[RC5] Tree search algorithms and the next d.net

Adam Zilinskas AZilinskas at SolutionsIQ.com
Tue Apr 20 15:55:22 EDT 1999

From: David Cantrell:
>This suffers from the same problem as we found when talking about 
>distributed graphics rendering.  The customers DEMAND a particular
> turn-around time; they DEMAND reliability. 

I guess that I am thinking of a co-op type system. 
There are times you want to crunch a big problem
 but can't afford to own a Cray-equivalent. You can 
 afford a $10,000 system (or pick a reasonable price).
 You can get Cray-like performance by teaming up with
 a thousand other machines like yours. The pay back to
 the group is that when you are finished, your machine 
 is idle so that others can make use of it in exchange
 of using their CPU cycles.

Now I guess its like using city streets. Its a communal
 property and works well when each person needs it only 
 for a period of time. There will be occasional traffic 
 jams when everyone wants to use it at the same time, but
 if planned right we generally get good access to the

Now if there is a hog, someone that will need many CPU-years
 from many machines to work their problem. They will have to 
 either do their own system or compensate the others for 
 the resources the hog uses and does ot replace. The street
 equivalent is now putting a mining company on your street 
 and the street is always full of dump trucks entering and
 leaving the mine. No one else can make use of the street.
 The best thing would be for the mining company to make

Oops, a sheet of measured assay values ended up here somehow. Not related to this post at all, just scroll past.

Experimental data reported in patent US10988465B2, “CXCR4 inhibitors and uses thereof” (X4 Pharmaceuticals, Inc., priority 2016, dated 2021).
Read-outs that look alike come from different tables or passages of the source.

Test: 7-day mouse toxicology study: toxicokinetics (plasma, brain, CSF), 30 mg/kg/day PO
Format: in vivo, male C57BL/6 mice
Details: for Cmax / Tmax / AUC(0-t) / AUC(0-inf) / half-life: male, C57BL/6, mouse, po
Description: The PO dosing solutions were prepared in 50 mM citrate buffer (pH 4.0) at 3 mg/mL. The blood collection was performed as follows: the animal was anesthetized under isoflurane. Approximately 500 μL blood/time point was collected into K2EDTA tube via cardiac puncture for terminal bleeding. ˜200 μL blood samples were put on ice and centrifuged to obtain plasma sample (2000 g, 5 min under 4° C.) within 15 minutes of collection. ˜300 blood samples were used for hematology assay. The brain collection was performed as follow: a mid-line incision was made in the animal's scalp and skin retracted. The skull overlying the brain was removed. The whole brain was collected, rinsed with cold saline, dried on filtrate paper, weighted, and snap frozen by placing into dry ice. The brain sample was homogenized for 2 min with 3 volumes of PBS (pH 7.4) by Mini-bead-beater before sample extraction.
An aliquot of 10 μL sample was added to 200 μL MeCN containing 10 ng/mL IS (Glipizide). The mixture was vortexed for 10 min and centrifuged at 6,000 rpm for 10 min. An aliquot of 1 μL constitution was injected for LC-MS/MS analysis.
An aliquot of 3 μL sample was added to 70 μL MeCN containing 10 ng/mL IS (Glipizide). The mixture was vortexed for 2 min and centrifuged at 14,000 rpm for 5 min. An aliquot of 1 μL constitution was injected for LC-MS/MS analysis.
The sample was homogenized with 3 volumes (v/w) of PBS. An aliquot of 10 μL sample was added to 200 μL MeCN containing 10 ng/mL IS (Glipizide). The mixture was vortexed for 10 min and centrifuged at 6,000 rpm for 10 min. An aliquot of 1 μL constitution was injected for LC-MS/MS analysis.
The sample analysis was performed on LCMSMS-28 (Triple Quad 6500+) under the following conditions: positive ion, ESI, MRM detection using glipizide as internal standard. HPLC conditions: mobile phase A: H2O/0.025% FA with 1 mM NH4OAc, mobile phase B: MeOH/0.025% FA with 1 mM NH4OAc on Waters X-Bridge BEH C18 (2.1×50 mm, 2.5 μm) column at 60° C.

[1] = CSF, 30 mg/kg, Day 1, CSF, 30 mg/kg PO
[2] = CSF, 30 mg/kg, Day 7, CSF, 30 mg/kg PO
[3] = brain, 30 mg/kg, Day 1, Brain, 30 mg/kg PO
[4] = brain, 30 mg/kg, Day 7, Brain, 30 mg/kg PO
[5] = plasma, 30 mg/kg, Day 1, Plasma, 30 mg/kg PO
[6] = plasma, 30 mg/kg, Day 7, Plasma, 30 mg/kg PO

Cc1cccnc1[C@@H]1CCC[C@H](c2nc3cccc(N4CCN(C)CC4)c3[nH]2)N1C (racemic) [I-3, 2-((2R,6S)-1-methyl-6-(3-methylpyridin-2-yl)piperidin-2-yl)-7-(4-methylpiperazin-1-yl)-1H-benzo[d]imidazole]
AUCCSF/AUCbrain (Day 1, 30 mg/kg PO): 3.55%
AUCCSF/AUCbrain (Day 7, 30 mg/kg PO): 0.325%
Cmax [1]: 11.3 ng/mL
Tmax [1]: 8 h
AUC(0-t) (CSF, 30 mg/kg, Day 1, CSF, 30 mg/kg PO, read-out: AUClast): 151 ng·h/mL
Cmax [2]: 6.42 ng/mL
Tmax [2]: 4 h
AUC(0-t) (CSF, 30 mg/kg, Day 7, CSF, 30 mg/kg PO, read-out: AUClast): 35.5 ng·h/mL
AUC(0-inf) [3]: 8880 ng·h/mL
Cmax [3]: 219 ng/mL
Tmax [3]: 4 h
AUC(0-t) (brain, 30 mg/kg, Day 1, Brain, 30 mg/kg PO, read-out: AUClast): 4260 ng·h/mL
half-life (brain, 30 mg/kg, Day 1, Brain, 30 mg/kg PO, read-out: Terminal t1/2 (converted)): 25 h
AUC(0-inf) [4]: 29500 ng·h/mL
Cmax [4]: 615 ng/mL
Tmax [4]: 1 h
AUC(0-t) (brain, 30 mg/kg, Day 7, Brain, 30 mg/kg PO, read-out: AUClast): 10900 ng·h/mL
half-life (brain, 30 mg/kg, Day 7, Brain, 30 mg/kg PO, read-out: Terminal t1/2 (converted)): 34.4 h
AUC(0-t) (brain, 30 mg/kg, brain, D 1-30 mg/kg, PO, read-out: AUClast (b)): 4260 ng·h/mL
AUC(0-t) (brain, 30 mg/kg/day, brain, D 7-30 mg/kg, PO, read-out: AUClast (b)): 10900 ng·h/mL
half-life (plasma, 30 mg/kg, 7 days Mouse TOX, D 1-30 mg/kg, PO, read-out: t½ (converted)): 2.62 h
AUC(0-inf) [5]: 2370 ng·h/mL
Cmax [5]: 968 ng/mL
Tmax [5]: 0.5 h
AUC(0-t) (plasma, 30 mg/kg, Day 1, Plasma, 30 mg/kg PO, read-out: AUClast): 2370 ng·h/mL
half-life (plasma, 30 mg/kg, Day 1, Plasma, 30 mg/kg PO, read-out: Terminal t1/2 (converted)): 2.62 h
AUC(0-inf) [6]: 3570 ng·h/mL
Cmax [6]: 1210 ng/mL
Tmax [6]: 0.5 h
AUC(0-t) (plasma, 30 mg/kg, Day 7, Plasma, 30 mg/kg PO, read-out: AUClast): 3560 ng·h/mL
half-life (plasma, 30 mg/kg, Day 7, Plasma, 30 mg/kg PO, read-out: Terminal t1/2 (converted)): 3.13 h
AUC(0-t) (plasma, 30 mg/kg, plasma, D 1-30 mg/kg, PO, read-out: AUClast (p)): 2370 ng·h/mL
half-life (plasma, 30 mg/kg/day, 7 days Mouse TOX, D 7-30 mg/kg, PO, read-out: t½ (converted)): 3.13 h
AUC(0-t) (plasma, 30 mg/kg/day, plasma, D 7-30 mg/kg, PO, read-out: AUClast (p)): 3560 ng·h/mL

their own private road and stay off the communal one, or
 pay to expand this communal street to make more room.

Back to the $10,000 example, doing a problem on it 
 alone may take thousands of CPU minutes to solve.
 We could buy a $10,000,000 system and solve the
 problem in a few minutes. Using to co-op network,
 we spread the thousands of CPU minutes compute time
 over thousands of machines (given the problem can
  be done that way). We get the effect of the $10,000,000
  machine while only spending $10,000. 
Now if we become a hog, we have such a big problem 
 or submit so many problems a day that we take alot
 of CPU cycles but ever sit idle long enough to give
 any back. We should compensate the others for all the 
 sucking we are doing (pay them like a utility) or 
 break down and buy enough machines to do our network
 dedicated for our own uses and our demands.

If everyone understood they are getting something for 
 a little, and like rush hour traffic, accept that some
 times they will have to wait fro traffic to clear. 
 They might accept being part of the co-op.

Now about distributed work units. (Greg Hewgill)
This is where alot of design work would be needed.
I am thinking on an idea like the Java sandbox where
 work unit cores will, by designed, protect the data
 within the unit as well prevent the core code from 
 violating the host.

Somehow work units are in some sort of consistent
 blocks that are checked out of hubs. The core code
 for that work unit will also be downloaded if it 
 is not already cached. The core code works on the
 data and checks the block back in. Security will 
 happen by some sort of mild encryption of the blocks
 as well as each block cotnains only tiny parts of
 the problem. Now for redundancy, the network
 will have a scheme that if a checked out block 
 does not come back within a reasonable time, it
 is assumed to have been lost and the block is 
 unlocked to be tried by another client. This might 
 rule out offline clients that check out blocks 
 and posts them back in 20 days later. 

I can also see a development kit for core code.
It helps people write their tasks to fit the 
 co-op network scheme. The key piece of this
 development kit will be a analyzer that reviews
 that the code to insure that it stays within the 
 work block sandbox (that is, an automated review
 of the code that it is allowable to run on other 
 members of the network).

                  Adam Zilinskas
                  Solutions IQ
                  azilinskas at solutionsiq.com

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